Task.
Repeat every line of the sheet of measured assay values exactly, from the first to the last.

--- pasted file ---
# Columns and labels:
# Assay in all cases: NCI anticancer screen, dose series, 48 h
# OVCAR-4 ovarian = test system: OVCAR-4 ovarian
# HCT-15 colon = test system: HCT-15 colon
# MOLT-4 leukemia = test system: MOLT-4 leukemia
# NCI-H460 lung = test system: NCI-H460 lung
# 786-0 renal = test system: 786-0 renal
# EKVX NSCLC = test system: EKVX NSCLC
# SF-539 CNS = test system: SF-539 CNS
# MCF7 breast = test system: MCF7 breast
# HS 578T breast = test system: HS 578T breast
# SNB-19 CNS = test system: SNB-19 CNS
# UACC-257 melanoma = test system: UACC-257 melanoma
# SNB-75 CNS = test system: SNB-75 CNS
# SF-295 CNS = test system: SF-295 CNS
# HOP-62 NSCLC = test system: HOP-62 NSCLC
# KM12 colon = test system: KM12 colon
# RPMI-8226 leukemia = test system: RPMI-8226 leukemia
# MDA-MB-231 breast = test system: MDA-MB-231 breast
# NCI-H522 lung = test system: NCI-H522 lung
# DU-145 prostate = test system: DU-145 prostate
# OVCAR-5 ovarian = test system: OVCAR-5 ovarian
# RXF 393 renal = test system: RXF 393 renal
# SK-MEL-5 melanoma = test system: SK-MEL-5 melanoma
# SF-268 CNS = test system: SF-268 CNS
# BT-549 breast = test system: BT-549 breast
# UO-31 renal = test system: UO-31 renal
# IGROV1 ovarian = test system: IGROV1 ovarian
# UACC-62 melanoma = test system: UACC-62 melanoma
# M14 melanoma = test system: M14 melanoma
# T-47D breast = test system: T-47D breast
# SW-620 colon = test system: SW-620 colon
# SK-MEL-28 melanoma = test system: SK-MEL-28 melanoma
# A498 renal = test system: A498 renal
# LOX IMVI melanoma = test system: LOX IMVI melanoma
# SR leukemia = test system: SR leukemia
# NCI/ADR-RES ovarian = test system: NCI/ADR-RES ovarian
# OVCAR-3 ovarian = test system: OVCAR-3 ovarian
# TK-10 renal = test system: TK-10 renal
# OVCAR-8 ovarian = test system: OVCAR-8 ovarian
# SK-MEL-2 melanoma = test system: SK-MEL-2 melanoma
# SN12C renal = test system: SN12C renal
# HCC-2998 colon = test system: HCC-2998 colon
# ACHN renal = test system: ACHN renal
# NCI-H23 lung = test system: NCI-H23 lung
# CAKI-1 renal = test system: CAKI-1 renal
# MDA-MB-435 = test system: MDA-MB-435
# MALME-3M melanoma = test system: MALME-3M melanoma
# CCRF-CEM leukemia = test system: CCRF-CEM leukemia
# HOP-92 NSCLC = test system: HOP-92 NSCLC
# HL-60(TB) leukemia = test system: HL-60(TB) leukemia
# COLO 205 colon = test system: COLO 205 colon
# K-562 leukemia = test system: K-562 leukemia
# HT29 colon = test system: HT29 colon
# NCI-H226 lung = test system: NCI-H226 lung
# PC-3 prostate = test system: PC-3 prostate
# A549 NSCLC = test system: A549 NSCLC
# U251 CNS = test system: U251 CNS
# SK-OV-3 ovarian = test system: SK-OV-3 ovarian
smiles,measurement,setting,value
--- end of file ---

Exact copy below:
# Columns and labels:
# Assay in all cases: NCI anticancer screen, dose series, 48 h
# OVCAR-4 ovarian = test system: OVCAR-4 ovarian
# HCT-15 colon = test system: HCT-15 colon
# MOLT-4 leukemia = test system: MOLT-4 leukemia
# NCI-H460 lung = test system: NCI-H460 lung
# 786-0 renal = test system: 786-0 renal
# EKVX NSCLC = test system: EKVX NSCLC
# SF-539 CNS = test system: SF-539 CNS
# MCF7 breast = test system: MCF7 breast
# HS 578T breast = test system: HS 578T breast
# SNB-19 CNS = test system: SNB-19 CNS
# UACC-257 melanoma = test system: UACC-257 melanoma
# SNB-75 CNS = test system: SNB-75 CNS
# SF-295 CNS = test system: SF-295 CNS
# HOP-62 NSCLC = test system: HOP-62 NSCLC
# KM12 colon = test system: KM12 colon
# RPMI-8226 leukemia = test system: RPMI-8226 leukemia
# MDA-MB-231 breast = test system: MDA-MB-231 breast
# NCI-H522 lung = test system: NCI-H522 lung
# DU-145 prostate = test system: DU-145 prostate
# OVCAR-5 ovarian = test system: OVCAR-5 ovarian
# RXF 393 renal = test system: RXF 393 renal
# SK-MEL-5 melanoma = test system: SK-MEL-5 melanoma
# SF-268 CNS = test system: SF-268 CNS
# BT-549 breast = test system: BT-549 breast
# UO-31 renal = test system: UO-31 renal
# IGROV1 ovarian = test system: IGROV1 ovarian
# UACC-62 melanoma = test system: UACC-62 melanoma
# M14 melanoma = test system: M14 melanoma
# T-47D breast = test system: T-47D breast
# SW-620 colon = test system: SW-620 colon
# SK-MEL-28 melanoma = test system: SK-MEL-28 melanoma
# A498 renal = test system: A498 renal
# LOX IMVI melanoma = test system: LOX IMVI melanoma
# SR leukemia = test system: SR leukemia
# NCI/ADR-RES ovarian = test system: NCI/ADR-RES ovarian
# OVCAR-3 ovarian = test system: OVCAR-3 ovarian
# TK-10 renal = test system: TK-10 renal
# OVCAR-8 ovarian = test system: OVCAR-8 ovarian
# SK-MEL-2 melanoma = test system: SK-MEL-2 melanoma
# SN12C renal = test system: SN12C renal
# HCC-2998 colon = test system: HCC-2998 colon
# ACHN renal = test system: ACHN renal
# NCI-H23 lung = test system: NCI-H23 lung
# CAKI-1 renal = test system: CAKI-1 renal
# MDA-MB-435 = test system: MDA-MB-435
# MALME-3M melanoma = test system: MALME-3M melanoma
# CCRF-CEM leukemia = test system: CCRF-CEM leukemia
# HOP-92 NSCLC = test system: HOP-92 NSCLC
# HL-60(TB) leukemia = test system: HL-60(TB) leukemia
# COLO 205 colon = test system: COLO 205 colon
# K-562 leukemia = test system: K-562 leukemia
# HT29 colon = test system: HT29 colon
# NCI-H226 lung = test system: NCI-H226 lung
# PC-3 prostate = test system: PC-3 prostate
# A549 NSCLC = test system: A549 NSCLC
# U251 CNS = test system: U251 CNS
# SK-OV-3 ovarian = test system: SK-OV-3 ovarian
smiles,measurement,setting,value